Cultivating Gratitude When Life Sucks
I know, I know… If you see another post about having gratitude you are going to throw up. I get it. We’re inundated by well-meaning advice-givers telling us to be thankful. And sometimes it can feel as if we are being accused of being UNGRATEFUL (which makes these articles even more annoying).
It’s easy to feel defensive about gratitude.
Most of us are taught from a young age to say please and thank you; expressing gratitude is practically a milestone of development (crawl, walk, say thank you). So, when we hear people telling us to “be grateful” it can seem like there is a sinister insinuation beneath the phrase; perhaps the subtext (“be grateful, you spoiled brat.” So, it makes sense that we are defensive about gratitude, because we’ve always been told how important it is. But, when life sucks, we need gratitude the most. Not because we “should” be grateful or anything else related to proper manners, but because it makes us feel better to do so.
So, What Can Gratitude Do for Me?
Cultivating internal gratitude is important because of what it gives us in return. When we pay attention to what we are thankful for, we shift our focus (and ultimately, our energy) onto positive aspects of life. As counterintuitive as it may seem, paying attention to the positive aspects of our lives during misery can make us feel better.
A focus on gratitude serves as a reminder that while some things are dreadful, other parts of our lives are pretty decent.
If we stay mired in misery, and forget to think about the good parts, it reinforces the focus; it is a type of attentional bias. Like when you buy a blue sedan and suddenly while you are looking for it in the car park there are roughly three zillion similar blue cars.
You are noticing all the blue cars because that is what you are looking for; it’s what you are focusing on because it is relevant to you at this time in your life. We may not notice the other vehicles in the car park as much, because they’re not blue cars, and that is what you are paying attention to in that moment.
It’s so easy to allow attentional bias to hijack our focus, and in doing so, we overlook the yellow VW Bug, the red Prius and the other assorted vehicles in the car park.
Gratitude helps us see the other cars. Our brains are hardwired to look for patterns. We try to make sense of things in our world. These subconscious skills can be self-limiting at times, especially if we let them run amuck for too long.
Gratitude can serve as a way to expand our focus; to see the ENTIRE car park of cars, not just the blue sedans. In this way, getting in touch with our gratitude acts as a brain-training exercise and helps us expand our focus.
Ways to Find Gratitude During Difficult Times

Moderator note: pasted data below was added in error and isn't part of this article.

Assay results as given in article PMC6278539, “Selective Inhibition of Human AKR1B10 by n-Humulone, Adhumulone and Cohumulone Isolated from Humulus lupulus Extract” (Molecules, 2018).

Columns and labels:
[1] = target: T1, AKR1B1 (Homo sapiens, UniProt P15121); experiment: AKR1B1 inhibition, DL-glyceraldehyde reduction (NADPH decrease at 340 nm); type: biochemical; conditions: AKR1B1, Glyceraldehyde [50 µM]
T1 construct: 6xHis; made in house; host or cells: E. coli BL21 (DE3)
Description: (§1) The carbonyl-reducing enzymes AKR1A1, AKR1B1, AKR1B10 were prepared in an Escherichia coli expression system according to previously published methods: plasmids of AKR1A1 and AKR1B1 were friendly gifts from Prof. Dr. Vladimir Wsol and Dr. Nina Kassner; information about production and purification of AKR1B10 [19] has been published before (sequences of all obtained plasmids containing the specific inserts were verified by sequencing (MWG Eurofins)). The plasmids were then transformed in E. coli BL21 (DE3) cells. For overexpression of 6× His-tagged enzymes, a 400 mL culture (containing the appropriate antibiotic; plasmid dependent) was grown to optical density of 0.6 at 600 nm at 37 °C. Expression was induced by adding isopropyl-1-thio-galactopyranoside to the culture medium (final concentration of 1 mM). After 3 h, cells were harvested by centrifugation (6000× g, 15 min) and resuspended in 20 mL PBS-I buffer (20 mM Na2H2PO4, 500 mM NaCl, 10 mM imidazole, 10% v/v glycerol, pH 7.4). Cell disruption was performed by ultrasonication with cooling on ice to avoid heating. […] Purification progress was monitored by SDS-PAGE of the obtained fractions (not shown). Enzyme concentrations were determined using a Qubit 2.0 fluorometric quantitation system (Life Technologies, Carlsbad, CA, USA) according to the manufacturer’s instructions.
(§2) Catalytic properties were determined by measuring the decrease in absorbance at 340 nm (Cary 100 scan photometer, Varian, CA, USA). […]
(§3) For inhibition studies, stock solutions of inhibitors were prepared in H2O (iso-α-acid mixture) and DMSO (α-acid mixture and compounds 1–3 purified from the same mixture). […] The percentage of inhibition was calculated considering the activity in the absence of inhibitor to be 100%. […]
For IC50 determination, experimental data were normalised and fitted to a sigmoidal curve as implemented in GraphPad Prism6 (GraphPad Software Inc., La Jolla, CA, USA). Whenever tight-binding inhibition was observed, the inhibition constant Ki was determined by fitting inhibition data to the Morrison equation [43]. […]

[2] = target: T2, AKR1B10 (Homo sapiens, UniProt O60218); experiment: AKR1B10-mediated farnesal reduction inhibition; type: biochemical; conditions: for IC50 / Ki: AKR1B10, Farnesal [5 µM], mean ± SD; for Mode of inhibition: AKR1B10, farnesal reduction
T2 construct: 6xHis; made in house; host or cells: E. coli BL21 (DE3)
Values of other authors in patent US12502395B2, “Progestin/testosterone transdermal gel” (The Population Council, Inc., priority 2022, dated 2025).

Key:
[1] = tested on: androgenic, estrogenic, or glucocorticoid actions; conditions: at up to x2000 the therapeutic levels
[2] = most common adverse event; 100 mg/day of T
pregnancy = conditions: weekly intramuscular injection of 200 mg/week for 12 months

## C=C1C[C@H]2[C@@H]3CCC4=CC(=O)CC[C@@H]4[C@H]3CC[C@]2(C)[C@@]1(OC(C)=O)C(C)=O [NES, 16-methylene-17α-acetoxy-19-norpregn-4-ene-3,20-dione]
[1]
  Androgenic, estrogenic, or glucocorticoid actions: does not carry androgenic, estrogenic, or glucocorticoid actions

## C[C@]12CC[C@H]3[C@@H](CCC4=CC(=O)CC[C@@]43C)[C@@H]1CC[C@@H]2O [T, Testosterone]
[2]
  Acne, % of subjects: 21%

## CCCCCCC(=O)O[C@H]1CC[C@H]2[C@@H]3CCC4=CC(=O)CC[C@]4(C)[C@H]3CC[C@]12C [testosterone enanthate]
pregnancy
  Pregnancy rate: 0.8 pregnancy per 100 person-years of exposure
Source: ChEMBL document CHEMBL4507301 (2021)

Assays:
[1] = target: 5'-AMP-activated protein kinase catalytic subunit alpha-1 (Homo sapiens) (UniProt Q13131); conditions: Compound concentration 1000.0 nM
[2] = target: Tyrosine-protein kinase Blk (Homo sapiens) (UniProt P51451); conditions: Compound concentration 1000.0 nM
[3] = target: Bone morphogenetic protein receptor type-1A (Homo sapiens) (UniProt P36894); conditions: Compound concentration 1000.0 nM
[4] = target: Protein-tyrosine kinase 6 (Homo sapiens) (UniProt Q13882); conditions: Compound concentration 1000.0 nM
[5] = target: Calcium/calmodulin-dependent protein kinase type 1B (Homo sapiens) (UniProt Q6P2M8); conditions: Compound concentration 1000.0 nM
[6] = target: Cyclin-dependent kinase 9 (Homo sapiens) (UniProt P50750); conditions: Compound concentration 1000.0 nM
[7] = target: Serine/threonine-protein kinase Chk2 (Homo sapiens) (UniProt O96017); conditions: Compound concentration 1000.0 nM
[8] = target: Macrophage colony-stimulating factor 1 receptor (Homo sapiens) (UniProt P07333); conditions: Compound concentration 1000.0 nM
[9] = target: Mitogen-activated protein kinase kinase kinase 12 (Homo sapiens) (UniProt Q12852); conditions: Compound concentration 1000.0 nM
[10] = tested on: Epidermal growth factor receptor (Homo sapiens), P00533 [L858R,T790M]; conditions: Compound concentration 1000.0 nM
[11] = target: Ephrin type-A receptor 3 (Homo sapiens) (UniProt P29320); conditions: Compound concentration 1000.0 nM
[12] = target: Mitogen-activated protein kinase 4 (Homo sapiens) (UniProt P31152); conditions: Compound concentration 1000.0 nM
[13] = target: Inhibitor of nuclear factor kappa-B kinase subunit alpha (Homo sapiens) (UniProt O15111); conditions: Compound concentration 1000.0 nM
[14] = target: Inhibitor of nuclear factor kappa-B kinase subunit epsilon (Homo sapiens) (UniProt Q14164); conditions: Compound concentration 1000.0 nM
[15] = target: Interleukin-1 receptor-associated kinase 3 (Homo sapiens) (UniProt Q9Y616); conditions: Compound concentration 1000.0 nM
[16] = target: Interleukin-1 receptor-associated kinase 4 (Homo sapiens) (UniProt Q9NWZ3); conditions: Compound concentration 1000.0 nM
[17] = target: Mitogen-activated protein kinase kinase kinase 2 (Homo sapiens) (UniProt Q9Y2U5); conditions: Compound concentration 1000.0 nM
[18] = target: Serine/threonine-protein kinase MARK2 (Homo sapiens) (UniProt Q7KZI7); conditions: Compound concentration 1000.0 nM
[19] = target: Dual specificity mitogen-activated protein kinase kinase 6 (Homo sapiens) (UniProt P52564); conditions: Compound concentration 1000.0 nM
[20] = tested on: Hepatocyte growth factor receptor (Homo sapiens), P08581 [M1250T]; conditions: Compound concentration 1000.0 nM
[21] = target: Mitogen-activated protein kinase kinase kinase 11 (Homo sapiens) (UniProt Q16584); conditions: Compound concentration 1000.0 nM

Cultivating gratitude doesn’t require grand gestures. And that’s good, since life can be difficult enough without adding in extra tasks. We have established that you are already grateful; the only thing you need to do is allow for it to be present in your conscious mind.
Make it a daily habit.
Set a reminder in your phone or on your AI device for a certain time of day. When the reminder alerts you, take a moment to think of a few things you are thankful for in your life.
Do something nice for yourself.
If you are struggling to focus on things you are grateful for, this may be an indication that you are too far removed from self-care at this time. Maybe what you need right now is to create something for yourself to be grateful for in this moment.
Do something you enjoy, treat yourself to a massage or a dessert you especially love. While you are in that moment, let yourself absorb the joy of the experience with each of your senses as a form of gratitude.
Use social media.
You’ve seen the November and December posts on social media, when people post something they are grateful for each day in recognition of Thanksgiving and Christmas.
The act of participating in this way may help establish a habit for thinking of something on a daily basis for which to experience gratitude. The external “accountability” of doing it on social media may also help you follow through.
Try a one-word gratitude challenge for a week, in which you identify something you are thankful for using only one word. It can be a word that encapsulates a concept in your life, such as “love” or a word that names something tangible that you are thankful for, such as “coffee” or “mystery novels” (ok, I cheated, but you get it).
Use the word “and.”
During periods of difficulty, it can be tempting to stay focused on the things that are going wrong and exclude what is going well. Try to combat this polarity in thinking by including the word “and” in your vocabulary.
“I am having a hard time at work and I am grateful for my determination to keep on going.” “I’m sick of the pandemic precautions and I am thankful that I have the knowledge of how to keep myself safe from the illness.”
Even when you are up against it and life is hurling negativity your way, recognising your inner gratitude can be a simple way to pull your focus toward the better parts of your life. The things we focus on tend to have a magnetic pull, and if we use this to our advantage it can bring joy even during tough times.
[This blog post originally appeared on Teyhou’s website www.livingwithfinesse.com ~ some content may have been modified for the UK/Irish context.]